- Trinidad and Tobago 21.42 Bcf 99.8%
- Canada 0.17 Bcf 0.8%
The Everett regasification terminal near Boston, Massachusetts, receives most U.S. LNG imports, and in 2021, it receved 99% of total U.S. LNG imports, all from Trinidad and Tobago. New England states: Connecticut, Maine, Massachusetts, New Hampshire, Rhode Island, and Vermont, may have significant pipeline constraints when heating demand increases substantially during periods of very cold weather. LNG imports help to meet natural gas demand in New England because the region currently has limited pipeline interconnections with the Northeast and other U.S. natural gas producing regions.
U.S. LNG export capacity and exports increased substantially between 2016 and 2021
The United States was a net exporter of LNG in 2017 through 2021 (exports were greater than imports), largely because of increases in U.S. natural gas production, declines in natural gas imports by pipeline and as LNG, and increases in LNG export terminal capacity.
U.S. LNG total baseload export capacity increased from less than 1 billion cubic feet per day (Bcf/d) in 2015 to about 10.78 Bcf/d at the end of 2021. Total peak export capacity in 2021 was about 12.98 Bcf/d. In 2015, total U.S. LNG exports were about 28 Bcf to seven countries. In 2021, U.S. LNG exports reached a record high of about 3,561 Bcf to 45 countries, and LNG exports accounted for 54% of total U.S. natural gas exports. About half of LNG exports went to five countries in 2021.
- The top five destination countries, amounts exported, and percentage shares of total U.S. LNG exports in 2021 were:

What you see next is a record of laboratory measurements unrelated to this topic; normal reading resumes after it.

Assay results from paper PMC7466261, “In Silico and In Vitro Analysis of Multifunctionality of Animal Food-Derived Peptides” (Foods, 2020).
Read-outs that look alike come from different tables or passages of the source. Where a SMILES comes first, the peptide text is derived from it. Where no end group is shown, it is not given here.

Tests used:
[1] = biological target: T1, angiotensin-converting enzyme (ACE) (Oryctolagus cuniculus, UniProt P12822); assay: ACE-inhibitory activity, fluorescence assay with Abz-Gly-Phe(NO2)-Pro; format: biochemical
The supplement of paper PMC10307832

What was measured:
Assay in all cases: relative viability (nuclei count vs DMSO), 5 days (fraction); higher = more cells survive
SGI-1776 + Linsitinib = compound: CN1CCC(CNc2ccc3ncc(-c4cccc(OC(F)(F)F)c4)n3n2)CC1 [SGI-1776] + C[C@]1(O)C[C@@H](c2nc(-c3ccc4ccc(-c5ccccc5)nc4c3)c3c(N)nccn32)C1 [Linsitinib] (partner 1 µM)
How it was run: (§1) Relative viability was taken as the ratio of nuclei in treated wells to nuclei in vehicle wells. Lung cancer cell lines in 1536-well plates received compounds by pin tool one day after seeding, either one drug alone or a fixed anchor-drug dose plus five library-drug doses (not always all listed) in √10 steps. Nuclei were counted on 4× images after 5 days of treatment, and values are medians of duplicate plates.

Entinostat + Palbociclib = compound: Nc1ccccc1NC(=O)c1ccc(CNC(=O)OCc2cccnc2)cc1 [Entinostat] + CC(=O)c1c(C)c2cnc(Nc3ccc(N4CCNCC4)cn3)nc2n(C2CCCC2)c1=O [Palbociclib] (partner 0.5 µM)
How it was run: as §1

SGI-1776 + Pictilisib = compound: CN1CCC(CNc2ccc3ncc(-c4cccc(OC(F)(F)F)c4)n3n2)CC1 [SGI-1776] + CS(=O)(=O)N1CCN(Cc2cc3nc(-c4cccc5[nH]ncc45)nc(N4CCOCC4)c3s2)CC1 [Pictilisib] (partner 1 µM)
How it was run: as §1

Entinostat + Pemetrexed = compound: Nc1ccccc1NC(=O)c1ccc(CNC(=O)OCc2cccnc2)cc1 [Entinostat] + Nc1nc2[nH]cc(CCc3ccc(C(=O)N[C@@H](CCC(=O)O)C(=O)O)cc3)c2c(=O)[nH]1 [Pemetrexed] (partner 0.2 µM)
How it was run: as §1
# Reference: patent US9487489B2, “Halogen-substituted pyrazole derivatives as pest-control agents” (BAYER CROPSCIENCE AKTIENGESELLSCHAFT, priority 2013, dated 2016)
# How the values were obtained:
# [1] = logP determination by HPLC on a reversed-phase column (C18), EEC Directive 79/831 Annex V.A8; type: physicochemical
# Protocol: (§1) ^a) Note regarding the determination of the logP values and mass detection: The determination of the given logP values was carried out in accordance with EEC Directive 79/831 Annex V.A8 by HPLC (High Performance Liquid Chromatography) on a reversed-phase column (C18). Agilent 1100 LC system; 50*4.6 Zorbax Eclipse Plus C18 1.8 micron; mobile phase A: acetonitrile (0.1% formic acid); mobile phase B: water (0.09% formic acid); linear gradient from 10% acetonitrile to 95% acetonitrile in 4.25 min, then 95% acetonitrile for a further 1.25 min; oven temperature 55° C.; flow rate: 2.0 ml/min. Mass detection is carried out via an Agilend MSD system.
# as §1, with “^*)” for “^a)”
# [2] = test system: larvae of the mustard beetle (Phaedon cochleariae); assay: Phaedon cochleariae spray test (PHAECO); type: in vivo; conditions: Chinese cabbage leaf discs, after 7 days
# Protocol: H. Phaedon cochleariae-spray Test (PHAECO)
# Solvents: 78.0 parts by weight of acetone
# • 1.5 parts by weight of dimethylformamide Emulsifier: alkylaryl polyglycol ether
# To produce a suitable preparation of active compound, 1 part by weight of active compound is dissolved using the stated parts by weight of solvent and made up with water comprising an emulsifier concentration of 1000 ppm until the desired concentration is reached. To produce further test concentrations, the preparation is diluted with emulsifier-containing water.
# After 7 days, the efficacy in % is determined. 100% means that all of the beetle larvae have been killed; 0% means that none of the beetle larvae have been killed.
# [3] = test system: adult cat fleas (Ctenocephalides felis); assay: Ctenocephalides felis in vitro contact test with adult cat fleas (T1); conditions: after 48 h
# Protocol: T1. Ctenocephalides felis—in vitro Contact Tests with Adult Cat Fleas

- South Korea 453.5 Bcf 12.7%
- China 449.7 Bcf 12.6%
- Japan 354.9 Bcf 10.0%
- Brazil 307.7 Bcf 8.6%
- Spain 215.1 Bcf 6.0%
In 2021, LNG carriers transported nearly all U.S. LNG exports. About 1.4 Bcf of U.S. LNG exports were by truck in ISO containers to Canada and Mexico, with 91% going to Mexico.
Sometimes, when natural gas prices are favorable to do so, the United States re-exports some of the LNG that it originally imported. However, in 2021, the United States did not re-export any LNG.
LNG export terminals consume some of the natural gas delivered to the facility to operate the liquefaction equipment. The U.S. Energy Information Administration (EIA) estimates that about 8% to 10% of the volume of natural gas delivered to LNG export facilities is used for liquefaction, with additional volumes used for processes not directly related to liquefaction at export terminals, such as on-site power generation.1
U.S. LNG exports are expected to increase in coming years as new U.S. LNG export capacity comes online. See detailed information about existing and under-construction large-scale U.S. liquefaction facilities (xls).
1 EIA does not publish aggregated data specifically on the volumes of natural gas consumed for LNG liquefaction. Those volumes are included, but are not itemized, in the data for natural gas consumption for pipeline and distribution use.
Last updated: May 19, 2022, with most recent data available at the time of update; data for 2021 are preliminary.